Staying well and keeping connected during the pandemic as an LGBTQ+ student

Chloe is an Education Programmes Officer at Stonewall. She identifies as queer.

Find out how the pandemic has affected LGBTQ+ students, and their tips for staying connected with their communities.

Over the last year, as we’ve lived through the coronavirus pandemic, the ways that we stay connected to each other has shifted dramatically.

For those of us who are LGBTQ+ (lesbian, gay, bi, trans, queer or questioning, ace and other sexual and gender minority identities), it can be harder to connect with our communities, and that can leave us feeling isolated or lonely.

We got in touch with LGBTQ+ students from across the country to find out about the creative ways that they’ve stayed connected throughout the pandemic.

Loneliness and mental wellbeing

Being LGBTQ+ is something to be proud of. Finding friends, family and communities who embrace us for who we are can be life-changing and can help us know that there is beauty in being yourself.

But we know that LGBTQ+ people face specific challenges, and that many LGBTQ+ people today are still held back because of who we are. For those in our communities who face multiple and overlapping forms of discrimination, these challenges are particularly difficult. For many of us, finding a community of people like yourself can make all the difference!

Positive changes in LGBTQ+ communities

We reached out to LGBTQ+ students who have experienced mental health challenges at two universities to find out about their experiences of staying in touch with LGBTQ+ communities over the pandemic.

Those we heard from found that online communities have become more supportive over lockdown. From more positive and active discussions about pronouns, to greater support for Black LGBTQ+ communities, people have been showing solidarity and pushing for equality together.

4 ways to keep connected to your communities

While lockdown has made it even more difficult to keep in touch with friends and community networks, the students we spoke to shared many creative ways that LGBTQ+ communities have kept each other going. Read about the 4 ways they kept connected below and make a note of those you’d like to try!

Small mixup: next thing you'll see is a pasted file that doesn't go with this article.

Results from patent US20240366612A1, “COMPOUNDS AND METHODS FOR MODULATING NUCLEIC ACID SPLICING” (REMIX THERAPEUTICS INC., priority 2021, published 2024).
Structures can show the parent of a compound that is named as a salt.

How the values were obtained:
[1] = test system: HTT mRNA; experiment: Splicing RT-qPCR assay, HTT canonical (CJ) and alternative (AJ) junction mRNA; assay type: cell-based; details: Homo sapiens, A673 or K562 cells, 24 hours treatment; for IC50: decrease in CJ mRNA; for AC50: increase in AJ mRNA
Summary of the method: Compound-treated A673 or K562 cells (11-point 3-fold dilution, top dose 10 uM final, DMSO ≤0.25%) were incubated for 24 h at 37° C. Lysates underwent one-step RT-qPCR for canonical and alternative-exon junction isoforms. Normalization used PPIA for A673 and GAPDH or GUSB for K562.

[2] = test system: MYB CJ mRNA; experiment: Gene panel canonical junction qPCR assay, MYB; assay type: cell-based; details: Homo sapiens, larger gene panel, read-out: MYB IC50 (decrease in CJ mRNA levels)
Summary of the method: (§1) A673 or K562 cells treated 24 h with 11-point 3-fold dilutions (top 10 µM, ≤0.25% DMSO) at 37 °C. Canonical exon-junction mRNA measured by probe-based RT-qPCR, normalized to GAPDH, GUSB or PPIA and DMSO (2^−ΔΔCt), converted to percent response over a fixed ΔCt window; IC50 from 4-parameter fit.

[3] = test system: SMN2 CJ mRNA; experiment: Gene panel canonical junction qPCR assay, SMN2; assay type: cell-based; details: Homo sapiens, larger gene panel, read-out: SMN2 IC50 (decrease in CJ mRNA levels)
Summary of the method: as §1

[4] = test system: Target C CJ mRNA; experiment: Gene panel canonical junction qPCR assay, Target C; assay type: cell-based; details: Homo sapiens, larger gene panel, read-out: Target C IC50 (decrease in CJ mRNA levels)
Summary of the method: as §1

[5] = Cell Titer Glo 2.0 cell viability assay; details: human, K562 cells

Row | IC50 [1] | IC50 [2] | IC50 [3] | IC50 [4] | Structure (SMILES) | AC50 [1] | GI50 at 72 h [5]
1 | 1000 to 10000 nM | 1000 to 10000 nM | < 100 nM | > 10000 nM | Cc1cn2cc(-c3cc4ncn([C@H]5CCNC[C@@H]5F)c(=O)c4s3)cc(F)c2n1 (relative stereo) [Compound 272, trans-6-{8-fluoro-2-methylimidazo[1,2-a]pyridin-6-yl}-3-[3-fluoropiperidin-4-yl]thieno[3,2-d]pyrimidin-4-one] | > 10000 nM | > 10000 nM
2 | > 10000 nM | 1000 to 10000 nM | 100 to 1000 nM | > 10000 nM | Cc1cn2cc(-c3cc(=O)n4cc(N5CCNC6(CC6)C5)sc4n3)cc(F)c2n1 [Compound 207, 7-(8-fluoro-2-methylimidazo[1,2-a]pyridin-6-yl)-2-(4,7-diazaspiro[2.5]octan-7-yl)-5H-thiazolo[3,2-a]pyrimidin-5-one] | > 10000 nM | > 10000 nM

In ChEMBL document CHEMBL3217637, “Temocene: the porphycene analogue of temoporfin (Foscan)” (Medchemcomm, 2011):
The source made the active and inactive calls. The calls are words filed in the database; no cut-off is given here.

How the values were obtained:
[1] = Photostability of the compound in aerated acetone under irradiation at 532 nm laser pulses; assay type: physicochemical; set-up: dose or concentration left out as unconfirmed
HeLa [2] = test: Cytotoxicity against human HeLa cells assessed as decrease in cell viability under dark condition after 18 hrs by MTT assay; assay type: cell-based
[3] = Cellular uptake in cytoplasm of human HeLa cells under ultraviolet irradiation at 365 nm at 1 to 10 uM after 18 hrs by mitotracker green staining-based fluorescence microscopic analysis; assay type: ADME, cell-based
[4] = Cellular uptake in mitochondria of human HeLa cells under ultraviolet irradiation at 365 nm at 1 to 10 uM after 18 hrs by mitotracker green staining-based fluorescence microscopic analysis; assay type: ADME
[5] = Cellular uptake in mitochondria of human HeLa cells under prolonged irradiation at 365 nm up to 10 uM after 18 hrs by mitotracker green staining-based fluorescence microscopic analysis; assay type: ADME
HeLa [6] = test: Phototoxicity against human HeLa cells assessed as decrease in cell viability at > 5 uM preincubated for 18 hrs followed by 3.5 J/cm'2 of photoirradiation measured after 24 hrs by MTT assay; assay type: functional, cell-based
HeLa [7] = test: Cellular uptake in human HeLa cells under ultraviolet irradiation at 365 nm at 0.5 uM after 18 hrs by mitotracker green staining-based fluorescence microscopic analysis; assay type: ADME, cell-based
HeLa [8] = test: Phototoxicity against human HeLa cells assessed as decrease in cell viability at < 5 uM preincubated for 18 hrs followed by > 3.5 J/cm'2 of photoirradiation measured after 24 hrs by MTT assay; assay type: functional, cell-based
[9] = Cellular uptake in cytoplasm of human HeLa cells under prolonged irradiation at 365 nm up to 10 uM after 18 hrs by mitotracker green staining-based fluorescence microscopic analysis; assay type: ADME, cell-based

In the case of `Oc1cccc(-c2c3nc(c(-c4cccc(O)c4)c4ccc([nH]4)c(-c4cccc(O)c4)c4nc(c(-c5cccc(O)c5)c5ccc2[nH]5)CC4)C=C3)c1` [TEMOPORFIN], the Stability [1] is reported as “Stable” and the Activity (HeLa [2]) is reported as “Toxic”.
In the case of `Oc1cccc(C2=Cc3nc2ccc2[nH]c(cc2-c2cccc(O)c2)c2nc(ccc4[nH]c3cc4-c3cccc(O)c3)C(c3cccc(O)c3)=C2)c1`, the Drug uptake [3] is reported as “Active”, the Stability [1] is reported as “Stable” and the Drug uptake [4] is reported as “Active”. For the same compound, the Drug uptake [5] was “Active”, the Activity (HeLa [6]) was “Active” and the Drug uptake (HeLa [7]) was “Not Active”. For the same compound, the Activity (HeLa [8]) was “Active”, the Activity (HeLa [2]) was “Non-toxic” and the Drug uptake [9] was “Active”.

1. Engage with LGBTQ+ communities online

Whether it’s joining your LGBTQ+ student society, contacting a local youth group, going to LGBTQ+ workshops and events, or interacting with LGBTQ+ content creators, here's what some students said about their experiences with online communities:

“The take-home success from the past year has to be our LGBTQ+ student society’s Discord channel and the sense of community that came from it. We can’t go for coffee in the Student Union, however, being able to say, ‘Yes, these are my people’, is amazing.”

“I don’t have to try to find the words to explain how I feel because I’m having conversations with like six other trans people. And they just get it. You don't have to explain it.”

2. Plan in time with friends

It can be stressful to return home to live with family who aren’t accepting or aware of your identity. Many of the students that we spoke to said that spending time with friends and loved ones - who embrace your identity - is a really important form of self-care:

“I arranged weekly online movie nights with friends. To be honest it wasn’t about the movie, but just sharing time with each other – that made the difference.”

“Keep talking with friends, keep planning for when you can meet up, and keep thinking of a positive future, knowing this moment will not last forever and that we are all in this.”

3. Get some fresh air or exercise

Between studying and social distancing, it can be easy to stay inside for long periods of time. Some of the students we heard from really valued taking regular breaks with friends and switching up their environments:

“Regular fresh air away from my room, speaking with my flat mates, even when I feel I want to lock myself away, pushed me to continue on, taking each day at a time, not looking too far ahead.”

“Doing exercise routines in your flat and setting up team or zoom group exercise sessions was helpful, it helped motivate me and gave a sense of being together.”

Tips for getting more exercise

4. Get creative

With fewer activities available, routines can quickly become repetitive or boring. Here are a couple of ‘outside of the box’ ideas the LGBTQ+ students shared to try out either by yourself or with friends:

“Having a song playlist night, or creating digital drag shows online.”

“At times I had no one who I could talk to. I was encouraged to try new things each week, and over the last few months I’ve discovered a variety of creative things that I like. I would never have known these or even thought to try them otherwise.”

Ways to find community

We know that it’s not always easy to find like-minded people, particularly during a global pandemic. So, if you feel like you’ve struggled with your mental health or felt more isolated during the pandemic, remember that you’re not alone.

Recent research by Just Like Us, an LGBT+ young people’s charity, highlights that a lot of young people have faced similar challenges.

To discover local LGBTQ+ community groups and services, check out:

Find out about support services at your university.